NOW Activists are Winners



by Beth Corbin


NOW activist Tobi Hale was crowned Homecoming Queen at New Mexico Highlands University.

Blowing all the stereotypes out of the water, NOW activist Tobi Hale was recently crowned 1994 Homecoming Queen at New Mexico Highlands University. Hale is an openly-lesbian, 44-year-old, wheelchair-bound woman who is legally blind. Rheumatoid arthritis has been a crippling force in her life, confining her "on and off for the past two or three years" to a wheelchair.

 Hale praised the student body for selecting someone who represents such diversity. "I think that the student body selecting a person in a wheelchair as their homecoming queen says a lot about the student body widening their diversity," she said. "That's so important."

 To enter the competition, a candidate must get a number of signatures on a petition, then put up campaign posters around town. Hale, who is working toward a master's degree, said she has many friends to thank for all the help they gave her.

 Homecoming queen selection is based on 40 percent popular vote, 40 percent pageant score and 10 percent on private interviews with judges. Hale met all the requirements for queen candidates, including the pageant dance category. She wheeled around the stage, while people danced around her.

 For the talent portion of the contest, Hale did a comedy routine she described as "precision wheelchair driving," to the Patsy Cline song, Stop the World. She also told jokes, but said it was difficult finding material that would not be offensive in some way to someone or some group.

 With her 4.0 grade point average and active participation in a number of organizations, Highlands University is well represented by Tobi Hale.


NOW activist Cindy "Gams" Judd Hill named Ms. National Senior Citizen

Pittsburgh Woman Wins National Senior Pageant

On the other side of the country, NOW activist Cindy Judd Hill, known on the pageant circuit as "Gams" was named Ms. National Senior Citizen. Hill, 67, who lives in Pittsburgh, is best described as a high-stepping, golden-throated singer and dancer.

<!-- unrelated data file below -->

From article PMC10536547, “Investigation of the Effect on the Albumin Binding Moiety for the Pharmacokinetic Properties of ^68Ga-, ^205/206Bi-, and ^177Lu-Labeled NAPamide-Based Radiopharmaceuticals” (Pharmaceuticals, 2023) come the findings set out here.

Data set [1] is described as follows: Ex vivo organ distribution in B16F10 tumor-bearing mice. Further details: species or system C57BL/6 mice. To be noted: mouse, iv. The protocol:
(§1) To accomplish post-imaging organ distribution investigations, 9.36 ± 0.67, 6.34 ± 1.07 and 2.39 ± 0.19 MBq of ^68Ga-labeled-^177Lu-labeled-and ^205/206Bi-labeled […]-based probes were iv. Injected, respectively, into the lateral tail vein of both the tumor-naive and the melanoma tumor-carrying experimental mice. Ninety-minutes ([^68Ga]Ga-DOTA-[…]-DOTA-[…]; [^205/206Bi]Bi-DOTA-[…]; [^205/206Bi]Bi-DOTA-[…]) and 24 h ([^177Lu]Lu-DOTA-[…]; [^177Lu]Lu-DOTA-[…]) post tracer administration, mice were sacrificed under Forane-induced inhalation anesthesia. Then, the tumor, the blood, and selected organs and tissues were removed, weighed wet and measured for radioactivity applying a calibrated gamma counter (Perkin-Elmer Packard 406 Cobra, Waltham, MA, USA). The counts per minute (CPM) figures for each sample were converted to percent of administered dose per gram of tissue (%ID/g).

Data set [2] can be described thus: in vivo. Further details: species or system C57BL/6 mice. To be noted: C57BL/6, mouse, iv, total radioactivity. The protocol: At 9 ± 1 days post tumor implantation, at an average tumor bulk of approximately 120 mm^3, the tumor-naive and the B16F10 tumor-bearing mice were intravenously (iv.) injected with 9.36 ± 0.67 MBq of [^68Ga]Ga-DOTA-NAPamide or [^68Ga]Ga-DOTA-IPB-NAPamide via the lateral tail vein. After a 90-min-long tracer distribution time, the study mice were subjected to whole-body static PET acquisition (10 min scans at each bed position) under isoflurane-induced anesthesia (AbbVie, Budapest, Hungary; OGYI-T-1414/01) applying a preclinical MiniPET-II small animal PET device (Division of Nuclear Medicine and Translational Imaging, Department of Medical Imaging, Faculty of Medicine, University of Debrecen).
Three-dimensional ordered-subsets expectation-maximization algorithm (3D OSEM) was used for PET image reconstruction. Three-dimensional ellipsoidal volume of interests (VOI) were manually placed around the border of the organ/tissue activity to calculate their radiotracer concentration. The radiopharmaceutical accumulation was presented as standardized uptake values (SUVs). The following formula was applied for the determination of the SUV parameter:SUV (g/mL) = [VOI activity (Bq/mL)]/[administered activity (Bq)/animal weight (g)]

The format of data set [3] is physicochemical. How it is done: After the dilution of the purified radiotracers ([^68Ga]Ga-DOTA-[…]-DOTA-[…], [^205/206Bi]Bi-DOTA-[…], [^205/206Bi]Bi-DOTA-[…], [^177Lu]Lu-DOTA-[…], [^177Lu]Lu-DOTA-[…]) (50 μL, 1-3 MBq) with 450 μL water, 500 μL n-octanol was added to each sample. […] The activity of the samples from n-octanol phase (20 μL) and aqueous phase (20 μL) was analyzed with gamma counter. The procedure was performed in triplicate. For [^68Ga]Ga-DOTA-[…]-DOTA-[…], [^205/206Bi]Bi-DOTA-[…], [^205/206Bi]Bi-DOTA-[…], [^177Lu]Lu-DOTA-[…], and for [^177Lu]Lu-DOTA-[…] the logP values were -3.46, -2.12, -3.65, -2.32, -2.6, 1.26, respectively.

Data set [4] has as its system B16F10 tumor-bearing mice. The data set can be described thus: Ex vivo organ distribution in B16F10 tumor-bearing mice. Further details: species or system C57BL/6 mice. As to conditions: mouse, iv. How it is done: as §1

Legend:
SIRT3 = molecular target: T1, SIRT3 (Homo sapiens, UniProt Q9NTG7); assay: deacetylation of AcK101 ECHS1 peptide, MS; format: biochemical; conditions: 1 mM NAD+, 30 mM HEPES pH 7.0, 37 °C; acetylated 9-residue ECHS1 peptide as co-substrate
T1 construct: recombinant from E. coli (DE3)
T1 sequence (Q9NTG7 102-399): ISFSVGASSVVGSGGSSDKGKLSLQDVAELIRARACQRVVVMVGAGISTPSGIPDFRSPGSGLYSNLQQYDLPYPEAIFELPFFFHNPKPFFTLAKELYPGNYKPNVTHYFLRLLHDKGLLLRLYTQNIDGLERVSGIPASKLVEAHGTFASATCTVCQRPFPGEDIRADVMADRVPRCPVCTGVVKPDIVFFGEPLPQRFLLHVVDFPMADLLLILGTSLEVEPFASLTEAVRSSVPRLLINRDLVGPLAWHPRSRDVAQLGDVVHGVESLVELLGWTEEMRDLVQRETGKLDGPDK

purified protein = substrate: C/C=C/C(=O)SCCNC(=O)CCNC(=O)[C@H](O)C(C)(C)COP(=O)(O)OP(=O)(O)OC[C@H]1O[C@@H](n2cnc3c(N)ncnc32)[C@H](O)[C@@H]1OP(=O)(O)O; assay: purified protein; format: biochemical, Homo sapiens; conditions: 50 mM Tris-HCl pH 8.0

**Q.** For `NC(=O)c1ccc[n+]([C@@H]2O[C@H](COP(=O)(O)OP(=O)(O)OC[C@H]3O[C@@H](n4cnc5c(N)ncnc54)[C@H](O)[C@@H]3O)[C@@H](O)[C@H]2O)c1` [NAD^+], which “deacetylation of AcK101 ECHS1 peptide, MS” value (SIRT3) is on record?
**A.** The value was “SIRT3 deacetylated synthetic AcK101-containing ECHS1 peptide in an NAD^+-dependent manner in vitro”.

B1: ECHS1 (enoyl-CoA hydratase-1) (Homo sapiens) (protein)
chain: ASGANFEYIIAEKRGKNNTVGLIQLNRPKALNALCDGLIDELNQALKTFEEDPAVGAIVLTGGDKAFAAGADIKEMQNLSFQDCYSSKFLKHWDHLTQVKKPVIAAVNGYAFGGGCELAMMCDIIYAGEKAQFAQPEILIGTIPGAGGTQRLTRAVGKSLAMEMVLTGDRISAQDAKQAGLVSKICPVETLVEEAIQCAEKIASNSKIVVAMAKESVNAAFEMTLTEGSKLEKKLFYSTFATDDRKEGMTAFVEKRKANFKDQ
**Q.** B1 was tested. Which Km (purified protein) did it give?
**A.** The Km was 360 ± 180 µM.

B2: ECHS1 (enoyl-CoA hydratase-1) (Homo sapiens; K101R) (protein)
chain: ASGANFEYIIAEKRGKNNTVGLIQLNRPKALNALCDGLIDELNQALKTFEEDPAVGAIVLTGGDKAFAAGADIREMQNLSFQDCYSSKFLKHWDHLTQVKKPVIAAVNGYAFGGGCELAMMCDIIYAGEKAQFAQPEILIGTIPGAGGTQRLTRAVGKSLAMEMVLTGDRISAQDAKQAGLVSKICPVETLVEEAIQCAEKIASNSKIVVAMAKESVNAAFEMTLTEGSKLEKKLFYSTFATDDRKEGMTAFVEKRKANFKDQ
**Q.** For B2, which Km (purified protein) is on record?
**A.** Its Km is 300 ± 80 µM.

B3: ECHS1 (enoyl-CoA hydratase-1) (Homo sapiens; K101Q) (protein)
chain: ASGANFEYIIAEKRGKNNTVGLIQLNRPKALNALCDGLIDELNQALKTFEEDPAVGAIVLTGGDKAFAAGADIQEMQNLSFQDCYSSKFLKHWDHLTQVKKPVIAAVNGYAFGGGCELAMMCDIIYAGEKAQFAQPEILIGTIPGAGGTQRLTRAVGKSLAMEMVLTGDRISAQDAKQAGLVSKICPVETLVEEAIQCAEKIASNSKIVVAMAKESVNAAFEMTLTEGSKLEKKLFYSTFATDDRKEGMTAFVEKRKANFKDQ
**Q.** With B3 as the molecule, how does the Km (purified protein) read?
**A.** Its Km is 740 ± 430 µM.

She clinched the title in the talent portion of the show by performing head-high dance kicks while singing a medley including Razzle Dazzle and New York, New York.

 As winner of the pageant, held in Joliet, Ill., Hill garnered the usual pageant paraphernalia -- a tiara, sash, a three-foot trophy and some cash -- but she says what's more important to her is the purpose of the pageant itself, "to break the stereotype of women over 55. We're very vibrant," says Hill. The pageant, which began in 1981, drew 25 participants from across the country who were judged on fashion, talent and an interview.

 With four grown children and a husband who supports her career, Hill spends her time singing and dancing for civic organizations, clubs and senior citizens' homes. "It feeds my soul," she says. "I'm finally me, and I'm reveling in it. I'm absolutely euphoric."

 Hill had always wanted to dance and sing, but found herself trapped in the "Stepford Wife" role. "I was a teen during [World War II], and all the guys went to war and when they came back in their uniforms, we all got married," Hill said. "I had a job and husband and four children. I was very obedient then, but now we have a wonderful partnership." Hill says the house isn't quite as "neat," but her life is "so much richer."

 Hill exudes energy: "I just want to keep entertaining people and especially telling women there's a lot of life still here for you. Chronologically, I'm 67, emotionally I'm in late adolescence and spiritually I have never felt such joy. I just love doing what I'm doing."

 Events surrounding the birth of her fourth child led Hill to the feminist movement. Her first three children were born before she began teaching. Hill then worked as a high school music teacher and got pregnant while on a sabbatical to get her master's degree. When the school board refused to take her back, she went to court.

 Hill had not considered herself an "aggressive" person, but her perception of being "punished" for "staying home to have babies and singing in the church" led her to take action. She sued the school district, and NOW came in to help her win her case.

 Hill's case ended up before the Pennsylvania Supreme Court, which ruled in 1968 that she should get her job back. As a result, she says, "teachers' organizations now have written into their contracts that when a teacher becomes pregnant, she cannot be fired and the school is obligated to put her back in the same slot and pay scale."

 With her case settled, Hill became an active NOW member, working for passage of the Equal Rights Amendment and on other issues. She lectures about women in history and believes women need to be policy-makers and leaders.


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